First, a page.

The role of religion to migration

It is believed that faith still determines the life of most people on the planet earth. The belief continues to shape the everyday lives of many people

The present modern is not a godless time. Rather, it is strongly influenced by the attractiveness of religious belief

In the 20th century, many sociologists advocated the “secularization thesis”: that in modern societies religious belief is becoming weaker and weaker, losing its cultural and political weight, is secularizing, that is, secular. But religion has never disappeared – it has gained new cultural significance over the past three decades. Certainly, in Europe in particular you know atheists, agnostics, and non-believers who can no longer gain anything from the traditional ecclesiastical symbolic languages ​​and rites. But outside of our continent, religion has lost none of its fascinations.

For demographic reasons alone, religion will continue to gain in importance: The particularly pious have more children than others in all parts of the world and in all religions.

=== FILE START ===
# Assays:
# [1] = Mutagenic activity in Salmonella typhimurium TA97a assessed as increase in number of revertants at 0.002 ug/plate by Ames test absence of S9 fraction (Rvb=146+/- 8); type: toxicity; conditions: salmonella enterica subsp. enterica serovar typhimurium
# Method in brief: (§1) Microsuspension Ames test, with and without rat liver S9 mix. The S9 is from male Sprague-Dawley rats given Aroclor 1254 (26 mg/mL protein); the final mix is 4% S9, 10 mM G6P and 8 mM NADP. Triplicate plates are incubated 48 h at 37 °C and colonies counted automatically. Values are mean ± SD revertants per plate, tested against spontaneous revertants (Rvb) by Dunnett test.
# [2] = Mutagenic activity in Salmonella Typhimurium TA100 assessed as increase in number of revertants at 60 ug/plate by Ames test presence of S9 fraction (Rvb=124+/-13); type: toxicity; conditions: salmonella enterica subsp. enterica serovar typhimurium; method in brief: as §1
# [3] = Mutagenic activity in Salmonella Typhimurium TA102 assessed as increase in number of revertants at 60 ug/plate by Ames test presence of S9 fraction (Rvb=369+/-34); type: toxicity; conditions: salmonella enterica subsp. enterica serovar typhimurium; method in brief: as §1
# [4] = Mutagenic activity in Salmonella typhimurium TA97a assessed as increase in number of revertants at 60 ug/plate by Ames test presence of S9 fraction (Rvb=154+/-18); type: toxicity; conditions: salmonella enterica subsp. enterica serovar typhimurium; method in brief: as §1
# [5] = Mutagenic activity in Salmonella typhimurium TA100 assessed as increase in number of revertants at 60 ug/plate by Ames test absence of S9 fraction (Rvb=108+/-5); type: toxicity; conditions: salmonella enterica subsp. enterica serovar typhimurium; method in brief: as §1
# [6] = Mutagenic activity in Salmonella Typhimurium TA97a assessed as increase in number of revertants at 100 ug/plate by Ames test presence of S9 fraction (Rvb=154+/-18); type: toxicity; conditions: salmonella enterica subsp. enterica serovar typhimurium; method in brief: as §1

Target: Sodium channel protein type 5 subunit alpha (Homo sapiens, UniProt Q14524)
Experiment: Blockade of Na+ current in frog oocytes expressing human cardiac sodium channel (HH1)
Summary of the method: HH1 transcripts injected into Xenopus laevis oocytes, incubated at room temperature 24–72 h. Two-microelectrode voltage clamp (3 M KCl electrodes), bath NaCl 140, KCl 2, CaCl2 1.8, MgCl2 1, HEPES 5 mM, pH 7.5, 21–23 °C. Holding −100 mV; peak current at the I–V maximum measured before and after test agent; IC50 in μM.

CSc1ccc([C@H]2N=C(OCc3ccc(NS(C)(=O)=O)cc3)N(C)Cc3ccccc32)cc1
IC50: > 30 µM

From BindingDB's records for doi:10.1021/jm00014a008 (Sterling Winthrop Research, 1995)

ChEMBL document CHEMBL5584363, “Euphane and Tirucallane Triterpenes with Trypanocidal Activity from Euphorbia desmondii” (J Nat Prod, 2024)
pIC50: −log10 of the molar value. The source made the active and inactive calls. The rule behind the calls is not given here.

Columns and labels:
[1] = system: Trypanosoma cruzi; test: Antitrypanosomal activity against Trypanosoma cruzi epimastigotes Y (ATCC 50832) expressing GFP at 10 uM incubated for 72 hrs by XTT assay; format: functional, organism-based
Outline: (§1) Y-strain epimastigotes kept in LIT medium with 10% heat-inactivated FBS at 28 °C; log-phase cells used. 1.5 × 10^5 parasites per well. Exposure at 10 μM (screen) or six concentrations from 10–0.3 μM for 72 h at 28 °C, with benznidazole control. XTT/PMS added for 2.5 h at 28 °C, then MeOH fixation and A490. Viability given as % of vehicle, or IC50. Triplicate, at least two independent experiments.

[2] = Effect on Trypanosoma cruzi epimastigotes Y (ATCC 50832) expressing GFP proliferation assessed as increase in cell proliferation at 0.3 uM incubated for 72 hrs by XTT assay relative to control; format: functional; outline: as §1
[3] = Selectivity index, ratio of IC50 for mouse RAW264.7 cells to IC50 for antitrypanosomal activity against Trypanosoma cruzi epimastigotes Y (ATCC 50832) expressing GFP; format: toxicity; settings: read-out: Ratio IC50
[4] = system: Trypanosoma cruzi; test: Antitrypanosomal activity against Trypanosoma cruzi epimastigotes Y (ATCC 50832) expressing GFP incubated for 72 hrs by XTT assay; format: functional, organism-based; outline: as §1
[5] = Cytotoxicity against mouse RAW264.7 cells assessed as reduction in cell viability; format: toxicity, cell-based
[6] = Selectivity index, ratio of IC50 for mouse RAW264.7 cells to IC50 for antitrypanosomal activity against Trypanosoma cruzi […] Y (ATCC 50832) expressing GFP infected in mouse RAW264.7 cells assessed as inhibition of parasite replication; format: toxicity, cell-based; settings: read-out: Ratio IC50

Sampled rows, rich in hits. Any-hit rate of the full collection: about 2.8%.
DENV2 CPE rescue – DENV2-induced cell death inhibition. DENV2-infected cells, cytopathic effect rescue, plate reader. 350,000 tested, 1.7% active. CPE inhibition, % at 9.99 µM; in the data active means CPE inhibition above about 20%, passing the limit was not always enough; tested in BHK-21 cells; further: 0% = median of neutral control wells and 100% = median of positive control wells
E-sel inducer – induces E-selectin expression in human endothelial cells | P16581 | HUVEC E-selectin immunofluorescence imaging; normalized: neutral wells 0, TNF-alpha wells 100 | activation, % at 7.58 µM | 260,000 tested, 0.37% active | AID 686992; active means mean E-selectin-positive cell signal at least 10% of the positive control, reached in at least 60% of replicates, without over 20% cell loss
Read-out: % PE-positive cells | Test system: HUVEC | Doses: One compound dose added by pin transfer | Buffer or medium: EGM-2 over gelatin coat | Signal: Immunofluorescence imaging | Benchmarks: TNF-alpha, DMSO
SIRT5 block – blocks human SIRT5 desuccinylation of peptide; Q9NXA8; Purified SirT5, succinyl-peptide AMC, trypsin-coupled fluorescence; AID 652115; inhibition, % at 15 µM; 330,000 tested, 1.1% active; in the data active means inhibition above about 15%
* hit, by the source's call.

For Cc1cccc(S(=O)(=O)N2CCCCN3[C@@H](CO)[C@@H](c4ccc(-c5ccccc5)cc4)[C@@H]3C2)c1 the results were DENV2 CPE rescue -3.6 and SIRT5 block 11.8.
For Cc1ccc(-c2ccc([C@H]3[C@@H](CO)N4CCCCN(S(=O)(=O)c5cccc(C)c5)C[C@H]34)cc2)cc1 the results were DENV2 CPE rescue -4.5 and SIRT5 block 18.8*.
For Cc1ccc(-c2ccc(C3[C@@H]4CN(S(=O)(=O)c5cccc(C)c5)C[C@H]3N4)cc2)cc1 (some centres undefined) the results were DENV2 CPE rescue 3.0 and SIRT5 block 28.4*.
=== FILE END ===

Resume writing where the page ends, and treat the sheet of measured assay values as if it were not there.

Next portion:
Religion gains new meaning through migration

People have always left their homeland. However, never before has there been as many migrants as there are today: around 200 million people live permanently in a foreign country. They live either in their relatives or friends’ houses or in assured rent properties.

Migration strengthens religion, is a doctrine of religious researchers. Because emigration is extremely risky, you set off into an uncertain future – and cling to your God on difficult hiking trails. He creates identity in new, often hostile environments.

Quite a few people only become pious through migration: religion enables them to cultivate a bond with their homeland and thus ensure continuity in their life history. One can study this well using the example of the USA, the country of immigration par excellence. There, religious institutions have always helped newcomers to find their way into society. This creates close emotional contact with these parishes and synagogues.

And this is how some researchers explain the fact that religion plays a particularly large role in the USA, with the interplay between migration and religiously organized integration. In this respect, European societies may still be “Americanized”.